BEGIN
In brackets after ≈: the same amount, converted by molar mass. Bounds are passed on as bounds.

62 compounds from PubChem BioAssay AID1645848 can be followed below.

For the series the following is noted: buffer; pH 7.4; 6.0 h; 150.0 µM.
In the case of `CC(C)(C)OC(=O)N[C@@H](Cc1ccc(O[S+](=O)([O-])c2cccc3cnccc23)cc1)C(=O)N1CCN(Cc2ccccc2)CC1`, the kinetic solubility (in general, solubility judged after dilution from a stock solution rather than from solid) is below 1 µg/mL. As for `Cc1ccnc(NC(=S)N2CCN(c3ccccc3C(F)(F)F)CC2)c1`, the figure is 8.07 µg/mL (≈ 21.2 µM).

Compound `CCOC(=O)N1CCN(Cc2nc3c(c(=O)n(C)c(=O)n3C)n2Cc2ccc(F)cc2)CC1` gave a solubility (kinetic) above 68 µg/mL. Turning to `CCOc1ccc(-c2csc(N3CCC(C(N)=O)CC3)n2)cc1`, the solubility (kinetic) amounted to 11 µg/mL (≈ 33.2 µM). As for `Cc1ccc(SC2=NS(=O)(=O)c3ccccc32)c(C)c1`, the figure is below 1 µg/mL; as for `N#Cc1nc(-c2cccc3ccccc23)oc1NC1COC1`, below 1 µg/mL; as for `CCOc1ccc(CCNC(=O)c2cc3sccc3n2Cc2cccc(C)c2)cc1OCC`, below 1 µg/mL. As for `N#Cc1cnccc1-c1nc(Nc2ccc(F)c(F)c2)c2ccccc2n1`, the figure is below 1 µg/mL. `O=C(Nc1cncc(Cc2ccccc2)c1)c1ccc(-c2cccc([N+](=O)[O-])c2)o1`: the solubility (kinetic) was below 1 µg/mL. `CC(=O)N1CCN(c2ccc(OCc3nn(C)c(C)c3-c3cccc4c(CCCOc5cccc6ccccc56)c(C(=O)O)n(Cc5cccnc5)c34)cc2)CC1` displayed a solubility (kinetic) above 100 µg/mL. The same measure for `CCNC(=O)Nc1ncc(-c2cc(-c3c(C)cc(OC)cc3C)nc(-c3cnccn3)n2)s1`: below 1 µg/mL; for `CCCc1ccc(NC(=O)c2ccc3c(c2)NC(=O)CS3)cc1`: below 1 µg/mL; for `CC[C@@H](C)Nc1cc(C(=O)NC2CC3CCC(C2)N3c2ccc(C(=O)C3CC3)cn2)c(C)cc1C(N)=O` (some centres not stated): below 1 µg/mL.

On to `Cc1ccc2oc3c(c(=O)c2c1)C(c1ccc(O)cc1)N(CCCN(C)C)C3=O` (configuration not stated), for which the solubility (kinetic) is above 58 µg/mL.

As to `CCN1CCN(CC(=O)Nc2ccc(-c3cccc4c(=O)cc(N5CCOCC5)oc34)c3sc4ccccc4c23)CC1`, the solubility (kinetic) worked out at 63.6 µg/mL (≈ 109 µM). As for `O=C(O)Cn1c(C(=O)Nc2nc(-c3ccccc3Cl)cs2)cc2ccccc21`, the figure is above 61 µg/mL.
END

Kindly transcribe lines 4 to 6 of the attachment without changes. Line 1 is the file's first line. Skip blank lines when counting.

In the case of `CC(C)(C)OC(=O)N[C@@H](Cc1ccc(O[S+](=O)([O-])c2cccc3cnccc23)cc1)C(=O)N1CCN(Cc2ccccc2)CC1`, the kinetic solubility (in general, solubility judged after dilution from a stock solution rather than from solid) is below 1 µg/mL. As for `Cc1ccnc(NC(=S)N2CCN(c3ccccc3C(F)(F)F)CC2)c1`, the figure is 8.07 µg/mL (≈ 21.2 µM).

Compound `CCOC(=O)N1CCN(Cc2nc3c(c(=O)n(C)c(=O)n3C)n2Cc2ccc(F)cc2)CC1` gave a solubility (kinetic) above 68 µg/mL. Turning to `CCOc1ccc(-c2csc(N3CCC(C(N)=O)CC3)n2)cc1`, the solubility (kinetic) amounted to 11 µg/mL (≈ 33.2 µM). As for `Cc1ccc(SC2=NS(=O)(=O)c3ccccc32)c(C)c1`, the figure is below 1 µg/mL; as for `N#Cc1nc(-c2cccc3ccccc23)oc1NC1COC1`, below 1 µg/mL; as for `CCOc1ccc(CCNC(=O)c2cc3sccc3n2Cc2cccc(C)c2)cc1OCC`, below 1 µg/mL. As for `N#Cc1cnccc1-c1nc(Nc2ccc(F)c(F)c2)c2ccccc2n1`, the figure is below 1 µg/mL. `O=C(Nc1cncc(Cc2ccccc2)c1)c1ccc(-c2cccc([N+](=O)[O-])c2)o1`: the solubility (kinetic) was below 1 µg/mL. `CC(=O)N1CCN(c2ccc(OCc3nn(C)c(C)c3-c3cccc4c(CCCOc5cccc6ccccc56)c(C(=O)O)n(Cc5cccnc5)c34)cc2)CC1` displayed a solubility (kinetic) above 100 µg/mL. The same measure for `CCNC(=O)Nc1ncc(-c2cc(-c3c(C)cc(OC)cc3C)nc(-c3cnccn3)n2)s1`: below 1 µg/mL; for `CCCc1ccc(NC(=O)c2ccc3c(c2)NC(=O)CS3)cc1`: below 1 µg/mL; for `CC[C@@H](C)Nc1cc(C(=O)NC2CC3CCC(C2)N3c2ccc(C(=O)C3CC3)cn2)c(C)cc1C(N)=O` (some centres not stated): below 1 µg/mL.

On to `Cc1ccc2oc3c(c(=O)c2c1)C(c1ccc(O)cc1)N(CCCN(C)C)C3=O` (configuration not stated), for which the solubility (kinetic) is above 58 µg/mL.